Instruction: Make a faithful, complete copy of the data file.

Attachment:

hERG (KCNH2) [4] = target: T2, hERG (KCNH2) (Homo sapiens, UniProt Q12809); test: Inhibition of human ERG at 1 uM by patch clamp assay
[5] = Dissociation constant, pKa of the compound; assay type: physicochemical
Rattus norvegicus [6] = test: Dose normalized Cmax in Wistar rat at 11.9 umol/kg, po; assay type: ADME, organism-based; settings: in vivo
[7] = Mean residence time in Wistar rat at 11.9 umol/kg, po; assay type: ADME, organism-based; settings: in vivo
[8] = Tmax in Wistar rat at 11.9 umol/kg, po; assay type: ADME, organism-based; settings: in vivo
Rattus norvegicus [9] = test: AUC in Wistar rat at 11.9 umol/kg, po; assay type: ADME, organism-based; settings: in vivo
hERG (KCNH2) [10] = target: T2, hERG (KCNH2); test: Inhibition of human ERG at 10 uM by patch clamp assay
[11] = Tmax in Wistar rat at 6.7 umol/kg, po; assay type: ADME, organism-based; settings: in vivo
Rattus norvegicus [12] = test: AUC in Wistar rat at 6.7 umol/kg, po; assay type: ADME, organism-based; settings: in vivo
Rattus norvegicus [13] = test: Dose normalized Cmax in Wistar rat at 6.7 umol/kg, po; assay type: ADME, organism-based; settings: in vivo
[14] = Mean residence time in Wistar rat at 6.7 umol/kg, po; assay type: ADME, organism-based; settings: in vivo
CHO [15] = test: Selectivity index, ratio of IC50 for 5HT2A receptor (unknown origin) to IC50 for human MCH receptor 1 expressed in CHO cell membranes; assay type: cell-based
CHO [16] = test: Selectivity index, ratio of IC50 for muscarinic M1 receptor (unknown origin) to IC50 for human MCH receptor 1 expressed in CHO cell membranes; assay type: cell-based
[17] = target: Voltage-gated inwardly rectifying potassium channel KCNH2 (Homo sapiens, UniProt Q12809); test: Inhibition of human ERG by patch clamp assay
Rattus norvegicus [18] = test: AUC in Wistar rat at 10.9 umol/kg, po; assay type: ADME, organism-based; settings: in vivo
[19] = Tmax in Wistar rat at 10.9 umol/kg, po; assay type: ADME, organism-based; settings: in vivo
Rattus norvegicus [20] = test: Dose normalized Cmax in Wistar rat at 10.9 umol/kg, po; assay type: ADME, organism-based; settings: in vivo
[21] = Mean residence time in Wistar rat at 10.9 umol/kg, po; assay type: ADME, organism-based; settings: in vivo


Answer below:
hERG (KCNH2) [4] = target: T2, hERG (KCNH2) (Homo sapiens, UniProt Q12809); test: Inhibition of human ERG at 1 uM by patch clamp assay
[5] = Dissociation constant, pKa of the compound; assay type: physicochemical
Rattus norvegicus [6] = test: Dose normalized Cmax in Wistar rat at 11.9 umol/kg, po; assay type: ADME, organism-based; settings: in vivo
[7] = Mean residence time in Wistar rat at 11.9 umol/kg, po; assay type: ADME, organism-based; settings: in vivo
[8] = Tmax in Wistar rat at 11.9 umol/kg, po; assay type: ADME, organism-based; settings: in vivo
Rattus norvegicus [9] = test: AUC in Wistar rat at 11.9 umol/kg, po; assay type: ADME, organism-based; settings: in vivo
hERG (KCNH2) [10] = target: T2, hERG (KCNH2); test: Inhibition of human ERG at 10 uM by patch clamp assay
[11] = Tmax in Wistar rat at 6.7 umol/kg, po; assay type: ADME, organism-based; settings: in vivo
Rattus norvegicus [12] = test: AUC in Wistar rat at 6.7 umol/kg, po; assay type: ADME, organism-based; settings: in vivo
Rattus norvegicus [13] = test: Dose normalized Cmax in Wistar rat at 6.7 umol/kg, po; assay type: ADME, organism-based; settings: in vivo
[14] = Mean residence time in Wistar rat at 6.7 umol/kg, po; assay type: ADME, organism-based; settings: in vivo
CHO [15] = test: Selectivity index, ratio of IC50 for 5HT2A receptor (unknown origin) to IC50 for human MCH receptor 1 expressed in CHO cell membranes; assay type: cell-based
CHO [16] = test: Selectivity index, ratio of IC50 for muscarinic M1 receptor (unknown origin) to IC50 for human MCH receptor 1 expressed in CHO cell membranes; assay type: cell-based
[17] = target: Voltage-gated inwardly rectifying potassium channel KCNH2 (Homo sapiens, UniProt Q12809); test: Inhibition of human ERG by patch clamp assay
Rattus norvegicus [18] = test: AUC in Wistar rat at 10.9 umol/kg, po; assay type: ADME, organism-based; settings: in vivo
[19] = Tmax in Wistar rat at 10.9 umol/kg, po; assay type: ADME, organism-based; settings: in vivo
Rattus norvegicus [20] = test: Dose normalized Cmax in Wistar rat at 10.9 umol/kg, po; assay type: ADME, organism-based; settings: in vivo
[21] = Mean residence time in Wistar rat at 10.9 umol/kg, po; assay type: ADME, organism-based; settings: in vivo